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Old 05-10-2011, 07:05 PM
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nycindie nycindie is offline
Join Date: Nov 2010
Location: The Big Apple
Posts: 7,058

Originally Posted by SvartSvensk View Post
Absolutely agreed that the correct course of action here involves communication, and that your wife sounds very depressed, but I kinda take issue with the idea that you were somehow complicit in her weight gain and depression.
Originally Posted by Cariad View Post
It's also unfair for you to "let" her continue as she is.
Originally Posted by WrongWay View Post
I probably was complicit, I don't cook, but I probably added to her weight gain early on, by not making healthy choices for myself.
When I said you were complicit, I did not mean necessarily that you did any particular thing related to eating or working out. What I meant was closer to Cariad's quote above - letting it continue. Also, when two people are married and have a close bond, even though we are all 100% responsible for our actions, there are other things that influence and set the tone in the relationship. Unless there is an actual chemical imbalance which results in a real mental illness, one partner in the relationship does not make choices and decisions in a vacuum. We all have our underlying belief systems and patterns of behavior which interplay with our partner's. It could be as simple as ignoring the warning signs and not saying anything, to wishing for an excuse to cheat or run the hell out of there - our partners pick that up and react. There are two people in your relationship that made choices, decisions, judgments, and either communicated them or not. No one gets out and says, "I had nothing to do with it."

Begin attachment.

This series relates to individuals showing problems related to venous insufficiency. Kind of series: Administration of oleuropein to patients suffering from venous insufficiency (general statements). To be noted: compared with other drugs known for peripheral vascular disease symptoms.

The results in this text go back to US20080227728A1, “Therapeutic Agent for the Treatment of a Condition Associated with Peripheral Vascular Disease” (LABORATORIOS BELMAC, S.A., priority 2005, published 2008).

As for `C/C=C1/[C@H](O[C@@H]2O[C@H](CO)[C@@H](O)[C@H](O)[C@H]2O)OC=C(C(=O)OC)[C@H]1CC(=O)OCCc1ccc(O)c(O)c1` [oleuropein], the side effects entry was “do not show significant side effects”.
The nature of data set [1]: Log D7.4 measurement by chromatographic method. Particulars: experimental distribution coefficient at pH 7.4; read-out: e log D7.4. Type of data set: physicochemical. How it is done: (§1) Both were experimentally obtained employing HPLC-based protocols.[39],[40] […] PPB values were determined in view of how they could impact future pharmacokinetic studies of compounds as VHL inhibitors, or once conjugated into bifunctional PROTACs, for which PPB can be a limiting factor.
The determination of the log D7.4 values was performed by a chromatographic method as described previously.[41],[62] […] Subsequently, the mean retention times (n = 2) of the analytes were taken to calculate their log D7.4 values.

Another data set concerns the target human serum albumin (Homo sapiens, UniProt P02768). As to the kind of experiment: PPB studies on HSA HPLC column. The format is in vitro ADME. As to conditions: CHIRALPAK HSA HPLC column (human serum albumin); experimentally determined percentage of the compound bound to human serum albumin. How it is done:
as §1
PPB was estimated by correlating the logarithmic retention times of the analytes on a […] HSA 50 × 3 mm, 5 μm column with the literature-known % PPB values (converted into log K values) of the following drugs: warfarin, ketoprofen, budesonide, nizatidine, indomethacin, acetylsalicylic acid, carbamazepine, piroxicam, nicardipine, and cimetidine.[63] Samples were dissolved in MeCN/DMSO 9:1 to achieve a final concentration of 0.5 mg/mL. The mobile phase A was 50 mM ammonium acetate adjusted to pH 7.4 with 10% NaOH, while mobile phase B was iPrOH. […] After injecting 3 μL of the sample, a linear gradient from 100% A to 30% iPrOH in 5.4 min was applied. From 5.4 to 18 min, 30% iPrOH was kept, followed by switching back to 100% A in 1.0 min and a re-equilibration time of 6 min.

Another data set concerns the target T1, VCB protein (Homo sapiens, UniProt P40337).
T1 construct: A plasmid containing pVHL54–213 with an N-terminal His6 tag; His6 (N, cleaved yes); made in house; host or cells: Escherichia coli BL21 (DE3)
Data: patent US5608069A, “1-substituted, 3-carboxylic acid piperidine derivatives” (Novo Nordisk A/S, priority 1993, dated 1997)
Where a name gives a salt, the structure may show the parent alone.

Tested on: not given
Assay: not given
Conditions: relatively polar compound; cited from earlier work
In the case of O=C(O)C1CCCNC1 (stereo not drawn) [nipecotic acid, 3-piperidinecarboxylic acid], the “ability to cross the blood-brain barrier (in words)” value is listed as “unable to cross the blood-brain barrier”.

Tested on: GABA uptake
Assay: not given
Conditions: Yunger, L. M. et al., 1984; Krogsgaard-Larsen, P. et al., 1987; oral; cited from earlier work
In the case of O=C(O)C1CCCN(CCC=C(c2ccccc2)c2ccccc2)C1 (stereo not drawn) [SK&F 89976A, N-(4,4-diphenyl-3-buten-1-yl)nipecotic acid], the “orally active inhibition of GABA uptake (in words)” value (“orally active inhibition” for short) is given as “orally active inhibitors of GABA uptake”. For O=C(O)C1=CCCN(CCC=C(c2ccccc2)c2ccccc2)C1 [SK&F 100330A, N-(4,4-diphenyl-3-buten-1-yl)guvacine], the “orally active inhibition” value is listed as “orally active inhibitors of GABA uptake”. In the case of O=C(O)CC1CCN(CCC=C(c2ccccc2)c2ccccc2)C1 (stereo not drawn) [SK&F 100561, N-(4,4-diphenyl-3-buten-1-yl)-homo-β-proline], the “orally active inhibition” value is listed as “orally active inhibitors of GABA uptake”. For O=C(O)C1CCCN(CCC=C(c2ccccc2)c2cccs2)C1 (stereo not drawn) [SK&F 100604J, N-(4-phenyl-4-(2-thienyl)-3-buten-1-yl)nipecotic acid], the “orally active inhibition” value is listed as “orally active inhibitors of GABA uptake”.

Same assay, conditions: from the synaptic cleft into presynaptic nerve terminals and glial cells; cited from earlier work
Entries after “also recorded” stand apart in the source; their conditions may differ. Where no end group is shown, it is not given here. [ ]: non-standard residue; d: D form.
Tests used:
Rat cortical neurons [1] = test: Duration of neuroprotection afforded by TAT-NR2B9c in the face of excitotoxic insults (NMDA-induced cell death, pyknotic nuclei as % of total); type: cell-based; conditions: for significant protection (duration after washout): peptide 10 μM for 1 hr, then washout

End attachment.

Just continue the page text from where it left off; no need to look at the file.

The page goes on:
The whole of a human being is much larger than our physical bodies, of course, and on unconscious levels we sense when stuff is going on, when others judge us, etc., and then we have our own patterns of behavior that influence how we respond. But when you have a commitment of marriage to someone, it behooves you both to dig deep underneath the rote behaviors and mental processes to see what fears and beliefs are under it all and to respond organically and in the moment to what is.

For right now, wondering about N. and how you feel, and how it could've gone, and so on, is just a smokescreen, a distraction for you to avoid the pain of where your marriage has found itself - let it go. Stop that and start relating again to your wife -- help her find out what pain she is avoiding or trying to deaden with her eating and reclusiveness. Remember the person you fell in love with and married - she is still in there somewhere and she needs you. I would say couples therapy would be a good place to start.
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Oh, oh, can't you see? Love is the drug for me. ~Bryan Ferry
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